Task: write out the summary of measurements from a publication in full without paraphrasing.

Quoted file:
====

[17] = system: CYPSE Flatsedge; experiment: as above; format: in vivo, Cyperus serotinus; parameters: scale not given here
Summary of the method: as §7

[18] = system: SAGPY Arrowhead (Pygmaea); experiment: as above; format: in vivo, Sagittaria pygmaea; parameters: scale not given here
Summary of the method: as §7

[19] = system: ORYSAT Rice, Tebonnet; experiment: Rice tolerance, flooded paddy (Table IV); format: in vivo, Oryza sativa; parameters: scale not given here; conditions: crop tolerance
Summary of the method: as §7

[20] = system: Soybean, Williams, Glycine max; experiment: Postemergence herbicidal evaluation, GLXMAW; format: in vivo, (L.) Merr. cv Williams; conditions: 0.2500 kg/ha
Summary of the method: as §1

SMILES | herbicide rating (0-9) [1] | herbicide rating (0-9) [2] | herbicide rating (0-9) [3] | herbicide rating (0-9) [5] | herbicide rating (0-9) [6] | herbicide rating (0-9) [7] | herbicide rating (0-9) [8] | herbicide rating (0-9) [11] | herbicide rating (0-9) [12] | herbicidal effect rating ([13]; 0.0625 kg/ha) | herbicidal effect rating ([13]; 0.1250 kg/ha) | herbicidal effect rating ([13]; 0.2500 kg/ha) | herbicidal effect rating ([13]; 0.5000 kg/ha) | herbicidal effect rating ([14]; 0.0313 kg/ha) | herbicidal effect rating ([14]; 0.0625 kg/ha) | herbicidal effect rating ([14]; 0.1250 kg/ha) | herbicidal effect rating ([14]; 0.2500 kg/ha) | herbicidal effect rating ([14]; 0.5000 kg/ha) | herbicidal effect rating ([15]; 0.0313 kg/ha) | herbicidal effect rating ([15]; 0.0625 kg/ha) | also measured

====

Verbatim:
[17] = system: CYPSE Flatsedge; experiment: as above; format: in vivo, Cyperus serotinus; parameters: scale not given here
Summary of the method: as §7

[18] = system: SAGPY Arrowhead (Pygmaea); experiment: as above; format: in vivo, Sagittaria pygmaea; parameters: scale not given here
Summary of the method: as §7

[19] = system: ORYSAT Rice, Tebonnet; experiment: Rice tolerance, flooded paddy (Table IV); format: in vivo, Oryza sativa; parameters: scale not given here; conditions: crop tolerance
Summary of the method: as §7

[20] = system: Soybean, Williams, Glycine max; experiment: Postemergence herbicidal evaluation, GLXMAW; format: in vivo, (L.) Merr. cv Williams; conditions: 0.2500 kg/ha
Summary of the method: as §1

SMILES | herbicide rating (0-9) [1] | herbicide rating (0-9) [2] | herbicide rating (0-9) [3] | herbicide rating (0-9) [5] | herbicide rating (0-9) [6] | herbicide rating (0-9) [7] | herbicide rating (0-9) [8] | herbicide rating (0-9) [11] | herbicide rating (0-9) [12] | herbicidal effect rating ([13]; 0.0625 kg/ha) | herbicidal effect rating ([13]; 0.1250 kg/ha) | herbicidal effect rating ([13]; 0.2500 kg/ha) | herbicidal effect rating ([13]; 0.5000 kg/ha) | herbicidal effect rating ([14]; 0.0313 kg/ha) | herbicidal effect rating ([14]; 0.0625 kg/ha) | herbicidal effect rating ([14]; 0.1250 kg/ha) | herbicidal effect rating ([14]; 0.2500 kg/ha) | herbicidal effect rating ([14]; 0.5000 kg/ha) | herbicidal effect rating ([15]; 0.0313 kg/ha) | herbicidal effect rating ([15]; 0.0625 kg/ha) | also measured